Monday, November 11, all day. It’s Singles Day! This date is written: one-one-one-one - and if you have ever lived in China or any community with a significant Chinese population then you already know that it’s Singles Day - a tradition that Chinese retailers have cherished ever since they dreamed up this single’s shopping extravaganza in 1993. In much of Asia,11/11 is a counterpoint to Valentine’s Day, a holiday dedicated to love (of self), expressed by buying expensive gifts...for yourself. And it’s become the biggest shopping day of the year. Time to bring it to America! You can read about Singles Day here: And no, this is NOT the weekly fake event. But with an amazing holiday like Singles Day occurring this week, we don’t need to make anything up. This real one is just too good! Learn more about Singles Day here:

Tuesday, November 12 at 4 PM, Protest Button Art Workshop. Have your art featured in the new Martin Luther King Jr. Memorial Library! Join an art workshop inspired by protest buttons from the DC Public Library's collections and design a button about an issue that matters to you. Your button will become part of the Martin Luther King Jr. Library's new entryway designed by DC artist Nekisha Durrett. Free. At the Petworth Library, 4200 Kansas Ave. NW,

Tuesday, November 12 at 7 PM, Honest to God. In this installment of the “Honest to God” discussion series, Michael Gerson of the Washington Post leads a conversation with Dr. Francis Collins of the National Institutes of Health, and Dr. Jennifer Wiseman, Astronomer, and Program Director of the Dialogue on Science, Ethics, and Religion (DoSER) for the American Association for the Advancement of Science. Tickets: general admission $15; students $10, available online at: The Washington National Cathedral is at 3101 Wisconsin Avenue NW.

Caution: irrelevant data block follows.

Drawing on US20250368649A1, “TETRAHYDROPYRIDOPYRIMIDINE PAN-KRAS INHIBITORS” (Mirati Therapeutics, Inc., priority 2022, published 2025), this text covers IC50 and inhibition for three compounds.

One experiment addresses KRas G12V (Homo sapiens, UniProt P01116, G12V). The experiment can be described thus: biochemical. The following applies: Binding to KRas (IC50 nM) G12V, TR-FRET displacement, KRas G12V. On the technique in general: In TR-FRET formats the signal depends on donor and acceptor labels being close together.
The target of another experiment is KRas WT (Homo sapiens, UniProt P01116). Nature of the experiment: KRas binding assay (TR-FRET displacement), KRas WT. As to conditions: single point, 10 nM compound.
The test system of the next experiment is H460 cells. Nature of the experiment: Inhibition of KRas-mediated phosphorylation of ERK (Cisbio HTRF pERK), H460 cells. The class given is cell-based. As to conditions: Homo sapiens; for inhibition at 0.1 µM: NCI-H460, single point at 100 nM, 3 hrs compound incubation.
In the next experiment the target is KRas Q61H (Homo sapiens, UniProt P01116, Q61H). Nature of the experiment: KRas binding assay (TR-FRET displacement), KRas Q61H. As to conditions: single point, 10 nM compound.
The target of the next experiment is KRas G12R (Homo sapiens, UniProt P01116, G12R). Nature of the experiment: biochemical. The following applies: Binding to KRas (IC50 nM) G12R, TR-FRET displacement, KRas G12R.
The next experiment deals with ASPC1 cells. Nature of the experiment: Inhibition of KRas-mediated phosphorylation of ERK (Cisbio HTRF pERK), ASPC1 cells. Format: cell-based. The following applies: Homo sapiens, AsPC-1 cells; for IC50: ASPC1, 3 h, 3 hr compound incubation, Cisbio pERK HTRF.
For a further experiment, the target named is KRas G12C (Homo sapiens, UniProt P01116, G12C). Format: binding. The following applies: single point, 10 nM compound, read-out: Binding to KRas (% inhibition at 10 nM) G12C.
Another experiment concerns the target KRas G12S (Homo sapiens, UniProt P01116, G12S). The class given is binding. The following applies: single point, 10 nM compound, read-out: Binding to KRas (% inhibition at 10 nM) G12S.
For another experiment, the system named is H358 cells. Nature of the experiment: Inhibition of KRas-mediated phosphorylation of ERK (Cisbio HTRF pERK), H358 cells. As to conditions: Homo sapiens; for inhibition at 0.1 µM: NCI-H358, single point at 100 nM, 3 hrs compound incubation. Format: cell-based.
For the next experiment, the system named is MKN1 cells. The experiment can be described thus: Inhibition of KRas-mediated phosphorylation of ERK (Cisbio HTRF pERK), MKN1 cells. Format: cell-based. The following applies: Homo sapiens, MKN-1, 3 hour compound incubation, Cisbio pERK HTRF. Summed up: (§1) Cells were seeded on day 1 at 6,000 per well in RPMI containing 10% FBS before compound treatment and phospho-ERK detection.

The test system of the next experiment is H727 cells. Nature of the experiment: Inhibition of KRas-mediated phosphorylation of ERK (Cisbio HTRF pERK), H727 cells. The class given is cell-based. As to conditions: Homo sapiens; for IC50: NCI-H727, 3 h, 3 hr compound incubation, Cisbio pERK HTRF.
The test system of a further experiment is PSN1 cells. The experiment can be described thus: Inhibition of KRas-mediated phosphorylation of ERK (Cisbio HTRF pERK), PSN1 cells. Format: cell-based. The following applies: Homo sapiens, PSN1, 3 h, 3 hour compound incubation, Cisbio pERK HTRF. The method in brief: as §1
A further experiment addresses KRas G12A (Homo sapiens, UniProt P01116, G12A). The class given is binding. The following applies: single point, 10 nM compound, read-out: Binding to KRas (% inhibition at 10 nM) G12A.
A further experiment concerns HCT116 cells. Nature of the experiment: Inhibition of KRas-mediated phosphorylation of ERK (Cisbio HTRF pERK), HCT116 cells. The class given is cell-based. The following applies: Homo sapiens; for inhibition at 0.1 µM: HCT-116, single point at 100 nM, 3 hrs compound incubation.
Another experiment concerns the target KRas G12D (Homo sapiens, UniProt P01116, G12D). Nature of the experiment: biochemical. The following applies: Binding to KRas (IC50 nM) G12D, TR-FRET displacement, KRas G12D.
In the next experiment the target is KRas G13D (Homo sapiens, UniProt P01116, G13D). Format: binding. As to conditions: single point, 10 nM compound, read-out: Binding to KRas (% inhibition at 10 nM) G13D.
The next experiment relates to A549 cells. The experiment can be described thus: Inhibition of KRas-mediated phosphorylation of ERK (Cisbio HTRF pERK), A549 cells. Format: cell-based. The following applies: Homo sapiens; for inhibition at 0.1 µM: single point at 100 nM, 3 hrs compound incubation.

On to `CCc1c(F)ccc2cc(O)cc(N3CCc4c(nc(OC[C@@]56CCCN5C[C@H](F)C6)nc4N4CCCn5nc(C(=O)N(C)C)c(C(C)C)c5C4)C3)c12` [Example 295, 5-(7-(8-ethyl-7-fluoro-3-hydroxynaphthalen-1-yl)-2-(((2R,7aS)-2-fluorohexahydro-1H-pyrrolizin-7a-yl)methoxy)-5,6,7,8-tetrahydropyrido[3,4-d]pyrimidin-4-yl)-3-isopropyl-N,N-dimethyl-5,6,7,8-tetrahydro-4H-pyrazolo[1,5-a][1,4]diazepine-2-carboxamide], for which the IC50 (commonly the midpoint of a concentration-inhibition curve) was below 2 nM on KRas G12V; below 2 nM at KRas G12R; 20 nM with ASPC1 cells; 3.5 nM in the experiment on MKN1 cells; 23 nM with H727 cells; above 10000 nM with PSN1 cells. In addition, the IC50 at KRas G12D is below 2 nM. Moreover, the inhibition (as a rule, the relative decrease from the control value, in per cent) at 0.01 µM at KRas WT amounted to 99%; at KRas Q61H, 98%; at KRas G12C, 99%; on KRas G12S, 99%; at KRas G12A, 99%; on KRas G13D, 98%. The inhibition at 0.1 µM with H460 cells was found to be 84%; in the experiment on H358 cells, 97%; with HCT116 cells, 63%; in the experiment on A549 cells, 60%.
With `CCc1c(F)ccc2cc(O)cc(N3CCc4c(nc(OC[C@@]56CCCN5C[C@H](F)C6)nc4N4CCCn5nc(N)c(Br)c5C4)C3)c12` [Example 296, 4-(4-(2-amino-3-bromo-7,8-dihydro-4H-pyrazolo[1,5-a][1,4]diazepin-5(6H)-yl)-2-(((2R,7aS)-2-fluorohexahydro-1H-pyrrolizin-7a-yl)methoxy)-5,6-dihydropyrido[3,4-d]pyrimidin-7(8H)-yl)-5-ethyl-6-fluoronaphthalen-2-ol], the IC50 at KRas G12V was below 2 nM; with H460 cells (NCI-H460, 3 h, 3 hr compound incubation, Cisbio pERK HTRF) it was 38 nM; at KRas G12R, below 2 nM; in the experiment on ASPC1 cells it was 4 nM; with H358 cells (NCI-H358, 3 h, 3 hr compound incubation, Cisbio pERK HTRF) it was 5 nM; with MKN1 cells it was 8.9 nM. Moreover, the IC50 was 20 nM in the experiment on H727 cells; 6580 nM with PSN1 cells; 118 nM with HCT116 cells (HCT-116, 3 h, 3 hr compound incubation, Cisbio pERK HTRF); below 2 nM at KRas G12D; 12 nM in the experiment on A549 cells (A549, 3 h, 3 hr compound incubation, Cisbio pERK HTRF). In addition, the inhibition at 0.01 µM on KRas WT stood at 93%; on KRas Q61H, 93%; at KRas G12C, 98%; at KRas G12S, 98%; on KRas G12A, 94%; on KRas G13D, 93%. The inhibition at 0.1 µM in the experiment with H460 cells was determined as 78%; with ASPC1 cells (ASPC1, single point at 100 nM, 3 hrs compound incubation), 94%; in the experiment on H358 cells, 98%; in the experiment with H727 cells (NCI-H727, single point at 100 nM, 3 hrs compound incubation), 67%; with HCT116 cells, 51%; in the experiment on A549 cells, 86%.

Wednesday, November 13 at 7 PM, Author Talk: Battle for the Marble Palace, by Michael Bobelian. Join us for a discussion with Michael Bobelian who will discuss his book Battle for the Marble Palace. The book explores President Johnson's nomination of Abe Fortas to be Chief Justice of the Supreme Court and how it changed the identity of the court. Free. At the Southeast Library, 403 7th St SE, 

Wednesday November 13 at 7 PM, Thanksgiving Cooking Demo with Chef Jonathan Bardzik. Join local chef and author Jonathan Bardzik for a pre-Thanksgiving cooking demo. Jonathan will focus on seasonal side dishes that you can easily integrate into your Thanksgiving holiday meal celebration. Get inspired, and grow your culinary skillset. Free. At the Northeast Library, 330 7th St. NE, RSVP on Eventbrite:

Thursday, November 14 at 6 PM, National Novel Writing Month Write-In. Come work on your novel with us! We know you need to get those 1,667 words per day in, so come do them with us. The second floor conference room will be a quiet space for writing and stress-googling, so stop by and spend some of your NaNoWriMo with us at the library. Free. At the Cleveland Park Library, 3310 Connecticut Ave. NW,     

Saturday, November 2, 2019

Still Life with Robin Becomes Still Life with Olivia

by Peggy Robin

Today’s “Still Life with Robin” column should be retitled, “Still Life with Olivia,” as I’m turning this space over to Olivia Norman, a Cleveland Park resident, longtime Listserv member and occasional poster, and someone who has been blind from birth, and also has asthma. Olivia sometimes posts on Facebook about her everyday encounters with people who may be considerate or helpful, or at least are trying to be helpful but don’t know what to do. And then there are those encounters with people who just aren’t trying hard enough. This story has two out of three.

Facebook intro: Olivia Norman is  feeling drained at Walgreens (3524 Connecticut Ave NW, Washington).

While waiting in line for prescriptions:

Woman: I’ll pray for Jesus to restore your sight.

Me: Thank you, but I have plastic eyes so that’s a little difficult. If you want to pray for something constructive, you can pray that they find a cure for my asthma which keeps me coming back for this plethora of medications every month so I can stay alive.

Woman: Don’t you want a cure for your blindness?